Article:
Muscowpetung First Nation

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Muscowpetung First Nation is a Saulteaux First Nation[1] in southern Saskatchewan, Canada. Their reserves include:


1874 - 1909: The Queen's representatives set apart reserve land and entered into Treaty 4, also known as the Qu'Appelle Treaty on September 15, 1874 at Fort Qu'Appelle, Saskatchewan with the Muscowpetung Saulteaux band. In exchange for payments, provisions and rights to reserve lands, Treaty 4 ceded Indigenous territory to the federal government.[2]

1909: On January 4, 1909 band members and elders were summoned at noon by an Indian Agent who claimed he was representing the Crown. At 11:00 pm those in attendance gave into pressure and accepted cash payments offered by the agent in exchange for 17,600 acres of prime agricultural land amounting to almost 47% of the original reserve area. There were several documented cases of Indian Agents purchasing surrendered land despite the Indian Act prohibiting such purchases.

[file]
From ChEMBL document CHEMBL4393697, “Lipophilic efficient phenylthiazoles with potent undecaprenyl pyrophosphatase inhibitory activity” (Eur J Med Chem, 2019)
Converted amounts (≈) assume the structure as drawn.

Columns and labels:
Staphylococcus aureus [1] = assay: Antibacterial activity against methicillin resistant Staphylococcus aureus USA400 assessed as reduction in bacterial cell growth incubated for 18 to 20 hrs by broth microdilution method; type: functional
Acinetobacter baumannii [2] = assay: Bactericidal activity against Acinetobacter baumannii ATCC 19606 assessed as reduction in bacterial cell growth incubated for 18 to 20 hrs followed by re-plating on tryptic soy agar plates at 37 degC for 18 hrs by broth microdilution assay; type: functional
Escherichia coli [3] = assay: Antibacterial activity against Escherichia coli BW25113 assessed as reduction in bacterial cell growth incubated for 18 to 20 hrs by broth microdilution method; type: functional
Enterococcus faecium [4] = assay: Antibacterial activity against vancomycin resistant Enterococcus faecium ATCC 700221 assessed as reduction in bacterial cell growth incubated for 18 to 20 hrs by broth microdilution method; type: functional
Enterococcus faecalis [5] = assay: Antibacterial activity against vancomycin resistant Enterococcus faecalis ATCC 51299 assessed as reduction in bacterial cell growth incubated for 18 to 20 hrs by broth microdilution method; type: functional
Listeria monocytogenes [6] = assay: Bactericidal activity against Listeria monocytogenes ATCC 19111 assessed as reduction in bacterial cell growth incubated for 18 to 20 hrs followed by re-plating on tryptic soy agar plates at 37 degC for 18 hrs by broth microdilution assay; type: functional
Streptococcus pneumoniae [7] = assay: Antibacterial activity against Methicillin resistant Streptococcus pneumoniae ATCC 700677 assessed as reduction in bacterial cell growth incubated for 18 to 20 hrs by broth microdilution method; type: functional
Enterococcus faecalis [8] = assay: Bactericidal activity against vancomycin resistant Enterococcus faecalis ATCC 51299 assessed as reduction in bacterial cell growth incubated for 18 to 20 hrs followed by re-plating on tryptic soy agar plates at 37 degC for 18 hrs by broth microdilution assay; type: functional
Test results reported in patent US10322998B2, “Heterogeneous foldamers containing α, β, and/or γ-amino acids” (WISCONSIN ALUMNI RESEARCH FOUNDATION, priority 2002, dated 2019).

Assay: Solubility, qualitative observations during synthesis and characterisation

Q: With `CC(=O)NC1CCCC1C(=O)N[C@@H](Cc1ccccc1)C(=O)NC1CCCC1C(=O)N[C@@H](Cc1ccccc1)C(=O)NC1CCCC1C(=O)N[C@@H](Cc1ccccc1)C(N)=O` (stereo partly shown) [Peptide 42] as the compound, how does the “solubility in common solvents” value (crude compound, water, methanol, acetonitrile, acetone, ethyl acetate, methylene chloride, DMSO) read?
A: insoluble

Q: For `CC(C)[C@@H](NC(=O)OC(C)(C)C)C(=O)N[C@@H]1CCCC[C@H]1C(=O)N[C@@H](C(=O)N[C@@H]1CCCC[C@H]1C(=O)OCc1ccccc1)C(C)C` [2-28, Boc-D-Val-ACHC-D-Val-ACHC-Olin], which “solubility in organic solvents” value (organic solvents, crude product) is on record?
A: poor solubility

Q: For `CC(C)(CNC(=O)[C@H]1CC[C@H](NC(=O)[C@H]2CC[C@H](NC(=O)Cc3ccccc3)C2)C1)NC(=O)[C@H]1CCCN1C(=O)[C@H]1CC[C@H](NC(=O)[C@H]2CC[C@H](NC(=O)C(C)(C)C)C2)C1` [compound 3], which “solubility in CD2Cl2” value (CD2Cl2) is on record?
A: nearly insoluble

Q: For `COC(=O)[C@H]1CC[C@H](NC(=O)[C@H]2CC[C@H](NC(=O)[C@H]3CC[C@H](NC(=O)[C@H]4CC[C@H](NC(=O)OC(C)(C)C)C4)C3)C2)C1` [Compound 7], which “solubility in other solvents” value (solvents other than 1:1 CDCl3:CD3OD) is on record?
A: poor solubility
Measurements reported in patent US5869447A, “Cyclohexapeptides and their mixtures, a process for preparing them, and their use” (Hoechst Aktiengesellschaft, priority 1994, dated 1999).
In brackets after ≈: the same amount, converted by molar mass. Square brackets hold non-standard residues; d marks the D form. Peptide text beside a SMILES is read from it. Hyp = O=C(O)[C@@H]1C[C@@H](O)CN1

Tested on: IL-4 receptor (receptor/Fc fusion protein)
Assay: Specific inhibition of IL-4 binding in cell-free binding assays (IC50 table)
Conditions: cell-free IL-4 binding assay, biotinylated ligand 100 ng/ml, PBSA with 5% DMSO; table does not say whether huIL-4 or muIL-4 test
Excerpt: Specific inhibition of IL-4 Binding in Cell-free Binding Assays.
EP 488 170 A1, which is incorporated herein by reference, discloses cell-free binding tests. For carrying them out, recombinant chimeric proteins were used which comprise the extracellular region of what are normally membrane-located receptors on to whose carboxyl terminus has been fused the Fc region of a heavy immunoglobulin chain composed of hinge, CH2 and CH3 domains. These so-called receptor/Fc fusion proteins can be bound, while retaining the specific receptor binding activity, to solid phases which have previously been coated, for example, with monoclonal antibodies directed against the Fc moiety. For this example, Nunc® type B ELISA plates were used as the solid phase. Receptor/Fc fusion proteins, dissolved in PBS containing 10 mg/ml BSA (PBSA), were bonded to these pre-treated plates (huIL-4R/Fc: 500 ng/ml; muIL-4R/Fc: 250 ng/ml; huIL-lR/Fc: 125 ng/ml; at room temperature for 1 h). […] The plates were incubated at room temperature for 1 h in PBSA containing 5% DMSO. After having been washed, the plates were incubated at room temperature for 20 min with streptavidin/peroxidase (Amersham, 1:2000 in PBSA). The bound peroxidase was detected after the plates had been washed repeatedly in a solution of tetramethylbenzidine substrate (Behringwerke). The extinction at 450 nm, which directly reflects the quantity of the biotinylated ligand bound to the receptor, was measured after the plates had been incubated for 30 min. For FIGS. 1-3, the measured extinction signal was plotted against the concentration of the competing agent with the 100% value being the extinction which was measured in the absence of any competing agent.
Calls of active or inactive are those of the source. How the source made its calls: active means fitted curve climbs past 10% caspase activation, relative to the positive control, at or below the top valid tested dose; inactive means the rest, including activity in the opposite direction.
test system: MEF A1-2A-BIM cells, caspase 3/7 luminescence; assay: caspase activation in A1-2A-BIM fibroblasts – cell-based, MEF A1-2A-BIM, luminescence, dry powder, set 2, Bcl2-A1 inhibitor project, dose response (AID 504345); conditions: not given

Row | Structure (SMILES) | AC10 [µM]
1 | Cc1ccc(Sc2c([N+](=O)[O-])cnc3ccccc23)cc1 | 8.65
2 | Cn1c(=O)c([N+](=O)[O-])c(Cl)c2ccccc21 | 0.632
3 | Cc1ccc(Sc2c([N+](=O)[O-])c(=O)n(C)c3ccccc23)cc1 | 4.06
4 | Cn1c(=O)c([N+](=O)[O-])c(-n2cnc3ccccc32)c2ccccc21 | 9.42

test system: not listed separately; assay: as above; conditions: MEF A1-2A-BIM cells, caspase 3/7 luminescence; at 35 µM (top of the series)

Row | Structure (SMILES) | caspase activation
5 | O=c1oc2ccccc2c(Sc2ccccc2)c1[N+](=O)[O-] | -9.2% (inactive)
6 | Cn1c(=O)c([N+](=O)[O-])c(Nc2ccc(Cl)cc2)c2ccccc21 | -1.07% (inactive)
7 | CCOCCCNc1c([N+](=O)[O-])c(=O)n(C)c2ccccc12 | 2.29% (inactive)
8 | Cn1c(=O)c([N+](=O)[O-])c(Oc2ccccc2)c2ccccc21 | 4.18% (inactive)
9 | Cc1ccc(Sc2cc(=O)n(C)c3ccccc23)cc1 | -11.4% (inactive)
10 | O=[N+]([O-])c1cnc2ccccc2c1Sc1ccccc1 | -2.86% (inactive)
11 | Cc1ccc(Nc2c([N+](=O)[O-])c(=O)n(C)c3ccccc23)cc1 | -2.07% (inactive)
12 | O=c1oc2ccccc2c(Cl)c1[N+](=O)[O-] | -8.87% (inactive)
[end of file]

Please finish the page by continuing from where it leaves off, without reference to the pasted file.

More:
The power of Indian Agents and other Department officials over life on reserves was impressive, and was an important influencing factor in the context of surrenders. Under the pass system that was employed after 1885, band members were required to obtain passes from the Agents in order to leave their reserves. This system served to restrict movement between reserves and to prevent political and religious gatherings. Agents also supervised spending and distributed housing, clothing, and rations. In all these matters, Agents were given a good deal of discretion, loosely supervised by regional Inspectors.[3]


  1. ^ "First Nation Detail - Muscowpetung". Indigenous and Northern Affairs Canada. Retrieved 22 December 2017.
  2. ^ "Treaty 4 | The Canadian Encyclopedia". Retrieved 2019-01-18.
  3. ^ Martin-McGuire, Peggy (1998-09-01). "FIRST NATION LAND SURRENDERS ON THE PRAIRIES 1896 - 1911" (PDF). Retrieved 2019-01-18. line feed character in |title= at position 29 (help)